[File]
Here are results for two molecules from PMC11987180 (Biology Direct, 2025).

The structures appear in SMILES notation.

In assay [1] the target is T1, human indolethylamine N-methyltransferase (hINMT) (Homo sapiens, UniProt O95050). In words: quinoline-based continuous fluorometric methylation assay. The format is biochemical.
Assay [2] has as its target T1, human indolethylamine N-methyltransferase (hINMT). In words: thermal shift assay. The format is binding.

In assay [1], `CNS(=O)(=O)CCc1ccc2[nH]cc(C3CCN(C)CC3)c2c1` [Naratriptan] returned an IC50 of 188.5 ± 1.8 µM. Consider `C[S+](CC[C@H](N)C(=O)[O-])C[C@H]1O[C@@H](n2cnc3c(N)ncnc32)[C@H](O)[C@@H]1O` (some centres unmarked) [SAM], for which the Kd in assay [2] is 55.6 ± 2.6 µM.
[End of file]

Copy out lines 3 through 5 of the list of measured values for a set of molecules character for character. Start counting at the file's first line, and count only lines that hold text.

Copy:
In assay [1] the target is T1, human indolethylamine N-methyltransferase (hINMT) (Homo sapiens, UniProt O95050). In words: quinoline-based continuous fluorometric methylation assay. The format is biochemical.
Assay [2] has as its target T1, human indolethylamine N-methyltransferase (hINMT). In words: thermal shift assay. The format is binding.

In assay [1], `CNS(=O)(=O)CCc1ccc2[nH]cc(C3CCN(C)CC3)c2c1` [Naratriptan] returned an IC50 of 188.5 ± 1.8 µM. Consider `C[S+](CC[C@H](N)C(=O)[O-])C[C@H]1O[C@@H](n2cnc3c(N)ncnc32)[C@H](O)[C@@H]1O` (some centres unmarked) [SAM], for which the Kd in assay [2] is 55.6 ± 2.6 µM.